Shohei Ohtani, Los Angeles Angels

Ohtani has that new-pitcher smell. His hype is unrestrainable. That plus all of the puns his name makes possible have helped drive his average draft position up into the sixth or seventh round of 12-team leagues. OK, maybe the puns part is just me, but unless he gets absolutely crushed multiple times during spring training, I think Ohtani's price will continue to increase; the masses will be inundated with anything he does that qualifies as a highlight because Ohtani is MLB's Hot New Thing. Yet, fantasy owners need to be aware that the Angels' six-man rotation is going to cap Ohtani's contributions. Moreover, I feel very wary of choosing a pitcher who has never pitched at this level ahead of established, quality starters such as Gerrit Cole, Jose Berrios, James Paxton, etc. That's happening right now, and Ohtani will probably pass more players in the coming weeks. Ohtani will be a no-Sho on my teams. 

So many puns ...

Jake Arrieta, Free Agent

I don't hate Arrieta's ADP right now; it's somewhere between 80-100 depending upon where you draft. However, that's not going to last long simply because Arrieta shouldn't last much longer on the open market. No matter where he signs -- even if it's Washington, which I think would be a best-case scenario -- Arrieta's price point will inevitably ascend. Buyer beware: This is not 2015 Arrieta. His fastball velocity dropped by almost 2 mph last year. His hard-hit percentage has gone up in each of the past two years, up 33 percent since '15. He's missing fewer bats. His chase rate has dipped. Arrieta's ground ball rate plummeted last year (maybe that will normalize). All of this for a 32-year-old pitcher who is currently ranked inside his position's top 30, and that's without a team attached to his name. He is another player who will become too expensive very soon.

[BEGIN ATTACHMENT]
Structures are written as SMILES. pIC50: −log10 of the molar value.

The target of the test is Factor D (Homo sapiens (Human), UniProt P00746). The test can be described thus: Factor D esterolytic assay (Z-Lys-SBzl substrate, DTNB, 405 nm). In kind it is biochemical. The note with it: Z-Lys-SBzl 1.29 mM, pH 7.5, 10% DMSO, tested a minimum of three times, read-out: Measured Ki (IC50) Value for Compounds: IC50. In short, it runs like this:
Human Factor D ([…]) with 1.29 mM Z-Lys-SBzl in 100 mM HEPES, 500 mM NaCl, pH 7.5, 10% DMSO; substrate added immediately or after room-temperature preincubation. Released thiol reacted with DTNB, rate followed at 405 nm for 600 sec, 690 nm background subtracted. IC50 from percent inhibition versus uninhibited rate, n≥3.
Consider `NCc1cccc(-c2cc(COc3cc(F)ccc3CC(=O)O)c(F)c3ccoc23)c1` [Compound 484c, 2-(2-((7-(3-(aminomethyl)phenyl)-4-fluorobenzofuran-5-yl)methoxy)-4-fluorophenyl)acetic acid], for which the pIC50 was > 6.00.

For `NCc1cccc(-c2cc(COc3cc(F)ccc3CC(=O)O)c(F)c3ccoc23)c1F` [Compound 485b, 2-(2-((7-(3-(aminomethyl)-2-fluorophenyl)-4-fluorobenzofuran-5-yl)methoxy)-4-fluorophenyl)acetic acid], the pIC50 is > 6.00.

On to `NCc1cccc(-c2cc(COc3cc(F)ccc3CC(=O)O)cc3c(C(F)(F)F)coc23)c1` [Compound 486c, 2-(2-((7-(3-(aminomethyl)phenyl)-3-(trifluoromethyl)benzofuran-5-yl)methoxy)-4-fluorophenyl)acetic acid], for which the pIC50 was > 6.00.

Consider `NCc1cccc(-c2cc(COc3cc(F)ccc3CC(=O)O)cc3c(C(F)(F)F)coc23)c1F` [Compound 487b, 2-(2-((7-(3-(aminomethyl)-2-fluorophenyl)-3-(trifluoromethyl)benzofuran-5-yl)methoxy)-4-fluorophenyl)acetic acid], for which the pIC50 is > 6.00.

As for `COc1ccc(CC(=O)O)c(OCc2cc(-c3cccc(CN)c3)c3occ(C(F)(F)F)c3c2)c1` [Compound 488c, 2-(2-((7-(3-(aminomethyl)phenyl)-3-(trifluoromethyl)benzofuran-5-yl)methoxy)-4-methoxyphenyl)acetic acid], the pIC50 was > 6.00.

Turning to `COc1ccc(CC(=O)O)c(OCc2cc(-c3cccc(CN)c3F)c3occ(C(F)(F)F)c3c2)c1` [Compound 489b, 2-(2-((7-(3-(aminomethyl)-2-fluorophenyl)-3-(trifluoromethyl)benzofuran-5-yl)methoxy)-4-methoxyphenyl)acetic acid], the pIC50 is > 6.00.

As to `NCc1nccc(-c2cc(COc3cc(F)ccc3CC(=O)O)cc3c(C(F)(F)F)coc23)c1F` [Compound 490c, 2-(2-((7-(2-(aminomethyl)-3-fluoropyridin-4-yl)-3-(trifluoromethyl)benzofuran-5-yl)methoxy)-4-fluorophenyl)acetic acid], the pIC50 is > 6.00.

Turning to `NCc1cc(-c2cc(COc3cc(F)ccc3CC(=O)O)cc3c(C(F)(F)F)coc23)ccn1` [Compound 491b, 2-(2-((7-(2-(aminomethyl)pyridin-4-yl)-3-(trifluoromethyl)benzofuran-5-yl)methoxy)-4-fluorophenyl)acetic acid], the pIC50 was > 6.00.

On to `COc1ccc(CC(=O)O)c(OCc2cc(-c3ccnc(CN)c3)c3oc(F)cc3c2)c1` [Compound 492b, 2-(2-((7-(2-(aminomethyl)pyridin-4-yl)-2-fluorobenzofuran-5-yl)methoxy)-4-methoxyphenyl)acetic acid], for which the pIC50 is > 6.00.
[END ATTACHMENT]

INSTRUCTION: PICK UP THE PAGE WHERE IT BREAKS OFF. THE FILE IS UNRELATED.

Craig Kimbrel, Boston Red Sox

Let's dust off this adage because it should be said every spring: Wait on closers. Or is it "Don't chase saves"? It's something like that, but you get the idea. Of course you do if you've been playing this game for more than one season. Looking past the highly rated closers in your drafts is wise from a value standpoint. Now, I do believe that Kenley Jansen is a clear cut above the rest. I wouldn't buy him at his current rate (fourth round), but I'll at least consider him if he falls. To everyone else, including Kimbrel, who is being drafted one round later, see ya later. Closer is a volatile position that experiences a high rate of turnover from season to season, turning overlooked relievers into hot commodities in short order. Last season, Corey Knebel, Felipe Rivero, Greg Holland, Brandon Kintzler and Fernando Rodney came from the back of the draft or from the waiver wire to give fantasy owners tremendous value. Alex Colome was a premier member of that group in 2016. Andrew Miller, Jeurys Familia and Brad Boxberger graduated, so to speak, in 2015. I could go on, but again, you get the point. This happens every year. Spend your early-round picks on bats and dependable starters and fill your RP slots with some late-round lottery tickets and with a good work ethic on the waiver wire. Your squad will be better off.

You can follow, ask fantasy questions and yell at Brian on Twitter: @Spokes_Murphy

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